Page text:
5. Poison (0.6%).
6. Drowning (0.17%).
7. Fires & Burns (0.15%).



Using the information presented today, you can enjoy a life of safety, health and happiness!  Part VI of this series will be a "Medical Savings Toolkit" that can help you save a ton of money on health care.

   
To-Do List:
1. Review your insurance needs
2. Comparison-shop for auto insurance
3. Consider shopping for life or home insurance
4. Drive safely!


   
 
At SmartConsumerTips.com anyone can get the blockbuster Special Report "The World's Best Consumer Tips".  It's fast, free and fun!
 
How To Save Hundreds On Home Insurance

It's often possible to cut the cost of your homeowner's or renter's insurance by 25% or more and save hundreds of dollars every year.
1. Home security upgrades. Save up to 15-20%.  Get dead-bolt locks and a burglar alarm (preferably one that's monitored 24/7).
2. Fire-fighting upgrades. Save up to 10%.  Fire alarms and extinguishers are worthwhile. A sprinkler system is an excellent (but costly) upgrade.
3. Raise your deductible. Save 15-25%.  Raising your deductible can save big money, especially if it's currently lower than $200.
4. Drop unneeded coverage. Save up to 20%.  Eliminate any "riders" or "floater" clauses that cover unlikely losses. Insurance should cover no more than the rebuilding cost -- don't include the value of the land.
5. Shop around. Save up to 20%.  Home insurance prices from different companies can vary widely, so shop around for a lower rate at sites such as InsWeb.com, MostChoice.com and NetQuote.com.
6. Loyalty discounts. Save up to 20%.  Most companies offer a longevity discount for people who stick with them. Often it's a 5% discount for staying 3-5 years, and a 10% discount after six years.  Retirees often get an additional 10% discount.
7. Avoid risk. Avoid anything that increases the risk perceived by your insurer (for example a low credit score, or keeping a dangerous pit bull, or having an accident-prone swimming pool.)
8. Claims-free discount. Save 10-15%.  If you avoid burglaries and don't make an insurance claim for three to five years you may get this discount.
9. Block watches. Save 5-10%.  If you organize a block watch, insurance rates and the crime rate will both go down in your neighborhood.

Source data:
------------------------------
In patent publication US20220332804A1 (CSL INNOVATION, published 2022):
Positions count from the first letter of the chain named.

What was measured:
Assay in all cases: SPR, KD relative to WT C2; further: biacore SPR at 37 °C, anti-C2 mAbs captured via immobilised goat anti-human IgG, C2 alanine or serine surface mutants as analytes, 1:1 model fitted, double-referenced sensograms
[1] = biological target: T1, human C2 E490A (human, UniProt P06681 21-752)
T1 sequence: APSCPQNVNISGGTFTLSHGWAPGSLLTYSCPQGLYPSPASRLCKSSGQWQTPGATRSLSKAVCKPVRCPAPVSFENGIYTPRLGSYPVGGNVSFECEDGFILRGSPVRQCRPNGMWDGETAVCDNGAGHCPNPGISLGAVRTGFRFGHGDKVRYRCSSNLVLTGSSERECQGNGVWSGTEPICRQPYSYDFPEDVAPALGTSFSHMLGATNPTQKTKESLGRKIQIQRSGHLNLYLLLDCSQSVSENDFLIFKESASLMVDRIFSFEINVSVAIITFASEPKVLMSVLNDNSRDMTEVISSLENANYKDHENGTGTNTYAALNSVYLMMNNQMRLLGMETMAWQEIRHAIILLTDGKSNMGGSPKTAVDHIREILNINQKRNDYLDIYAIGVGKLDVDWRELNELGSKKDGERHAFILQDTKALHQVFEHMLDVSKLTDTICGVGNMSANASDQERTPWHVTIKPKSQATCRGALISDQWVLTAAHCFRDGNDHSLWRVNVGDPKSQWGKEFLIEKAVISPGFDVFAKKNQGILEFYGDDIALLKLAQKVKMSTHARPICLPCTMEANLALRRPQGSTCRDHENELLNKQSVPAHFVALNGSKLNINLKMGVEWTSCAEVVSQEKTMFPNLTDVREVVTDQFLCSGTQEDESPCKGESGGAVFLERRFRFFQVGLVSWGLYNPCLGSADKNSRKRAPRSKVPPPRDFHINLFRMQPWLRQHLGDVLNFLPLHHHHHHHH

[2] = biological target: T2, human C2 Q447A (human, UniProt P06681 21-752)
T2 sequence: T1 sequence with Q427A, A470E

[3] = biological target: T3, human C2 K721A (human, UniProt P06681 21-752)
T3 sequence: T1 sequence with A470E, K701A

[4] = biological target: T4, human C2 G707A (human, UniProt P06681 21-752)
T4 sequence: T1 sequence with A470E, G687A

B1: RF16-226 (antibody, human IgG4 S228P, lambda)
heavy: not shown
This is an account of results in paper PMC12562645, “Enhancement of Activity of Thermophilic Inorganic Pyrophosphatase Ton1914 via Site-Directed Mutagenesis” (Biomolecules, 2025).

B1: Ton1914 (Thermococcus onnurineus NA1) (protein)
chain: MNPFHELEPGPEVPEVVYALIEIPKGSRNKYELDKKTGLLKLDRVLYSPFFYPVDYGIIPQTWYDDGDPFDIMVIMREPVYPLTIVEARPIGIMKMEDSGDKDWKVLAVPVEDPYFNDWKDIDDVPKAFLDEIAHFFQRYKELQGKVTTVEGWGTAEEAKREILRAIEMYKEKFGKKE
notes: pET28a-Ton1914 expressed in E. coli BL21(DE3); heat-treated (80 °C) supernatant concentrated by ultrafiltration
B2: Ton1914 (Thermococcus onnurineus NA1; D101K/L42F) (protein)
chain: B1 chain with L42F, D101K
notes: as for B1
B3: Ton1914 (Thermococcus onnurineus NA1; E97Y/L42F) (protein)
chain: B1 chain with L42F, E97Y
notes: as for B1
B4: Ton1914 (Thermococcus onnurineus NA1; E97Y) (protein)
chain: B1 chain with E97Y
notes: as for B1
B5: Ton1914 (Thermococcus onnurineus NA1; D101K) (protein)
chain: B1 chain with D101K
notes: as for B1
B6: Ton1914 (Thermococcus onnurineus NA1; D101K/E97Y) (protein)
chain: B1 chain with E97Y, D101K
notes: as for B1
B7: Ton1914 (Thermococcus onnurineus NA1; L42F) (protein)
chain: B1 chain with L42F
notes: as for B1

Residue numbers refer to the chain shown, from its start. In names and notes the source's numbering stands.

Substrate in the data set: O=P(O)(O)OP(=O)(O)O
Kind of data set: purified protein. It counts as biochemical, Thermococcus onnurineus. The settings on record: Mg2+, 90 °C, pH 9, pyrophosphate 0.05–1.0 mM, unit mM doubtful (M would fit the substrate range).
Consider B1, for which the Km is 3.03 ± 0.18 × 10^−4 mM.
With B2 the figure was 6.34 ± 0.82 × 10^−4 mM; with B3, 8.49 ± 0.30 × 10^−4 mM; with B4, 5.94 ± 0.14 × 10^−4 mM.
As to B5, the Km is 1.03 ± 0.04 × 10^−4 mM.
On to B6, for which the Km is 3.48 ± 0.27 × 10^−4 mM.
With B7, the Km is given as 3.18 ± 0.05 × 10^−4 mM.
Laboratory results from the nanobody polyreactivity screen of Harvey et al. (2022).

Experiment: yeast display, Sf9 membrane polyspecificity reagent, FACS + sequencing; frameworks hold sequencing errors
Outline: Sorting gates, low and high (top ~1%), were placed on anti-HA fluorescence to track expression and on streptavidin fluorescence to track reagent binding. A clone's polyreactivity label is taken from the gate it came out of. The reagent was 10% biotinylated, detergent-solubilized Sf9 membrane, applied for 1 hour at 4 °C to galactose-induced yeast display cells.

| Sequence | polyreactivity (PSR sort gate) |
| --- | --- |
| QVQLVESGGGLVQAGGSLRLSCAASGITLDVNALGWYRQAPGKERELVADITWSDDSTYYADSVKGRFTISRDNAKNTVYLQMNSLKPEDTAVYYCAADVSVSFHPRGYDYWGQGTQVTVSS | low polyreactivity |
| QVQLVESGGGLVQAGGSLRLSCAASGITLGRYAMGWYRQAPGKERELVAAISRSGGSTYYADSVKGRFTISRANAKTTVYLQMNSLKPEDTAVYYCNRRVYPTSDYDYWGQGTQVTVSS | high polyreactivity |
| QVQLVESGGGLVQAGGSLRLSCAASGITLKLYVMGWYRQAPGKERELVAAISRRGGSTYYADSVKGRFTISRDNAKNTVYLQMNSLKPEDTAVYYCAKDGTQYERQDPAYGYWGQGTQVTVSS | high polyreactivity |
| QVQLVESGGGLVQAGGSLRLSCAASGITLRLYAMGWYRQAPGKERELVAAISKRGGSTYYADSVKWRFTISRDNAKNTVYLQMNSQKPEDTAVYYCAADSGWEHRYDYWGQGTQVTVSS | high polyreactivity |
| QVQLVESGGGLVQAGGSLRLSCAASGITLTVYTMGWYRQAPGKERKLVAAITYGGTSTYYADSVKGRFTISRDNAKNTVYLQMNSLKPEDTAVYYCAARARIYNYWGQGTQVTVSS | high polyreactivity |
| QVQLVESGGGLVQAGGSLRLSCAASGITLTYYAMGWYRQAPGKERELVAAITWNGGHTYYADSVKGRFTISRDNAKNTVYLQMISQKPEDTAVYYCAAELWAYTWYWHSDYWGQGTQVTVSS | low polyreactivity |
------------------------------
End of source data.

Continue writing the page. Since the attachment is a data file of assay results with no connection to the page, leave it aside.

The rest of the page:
10. Live in a safe home. Save up to 20%.  Newer homes have fewer problems.  In windstorm-prone areas, consider brick homes; in earthquake zones, wood frames stand up better. Avoid flood-prone and high-crime areas.

Call your insurer and consult with them. Tell them about your home improvement plans, make sure you're adequately covered, and be sure to ask what other discounts they offer.


     
 

Actual Auto Insurance Claims

1.  "In an attempt to kill a fly, I drove into a telephone pole."

2.  "The other car collided with mine without giving warning of its intention."

3.  "The pedestrian had no idea which direction to go, so I ran over him."

4.  "I thought my window was down, but I found it was up when I put my head through it."

5.  "I had been driving for 40 years when I fell asleep at the wheel and had an accident."

6.  "I saw a slow-moving, sad faced old gentleman as he bounced off the roof of my car."

7.  "The indirect cause of the accident was a little guy in a small car with a big mouth."

8.  "I was thrown from my car as it left the road.  I was later found in a ditch by some cows."

9.  "The car in front hit the pedestrian but he got up so I hit him again"

10.  "An invisible car came out of nowhere, struck my car and vanished."


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Traffic Safety Checklist
Here's what the CFA learned from its crusade to improve automotive safety through devices such as LiveDrive: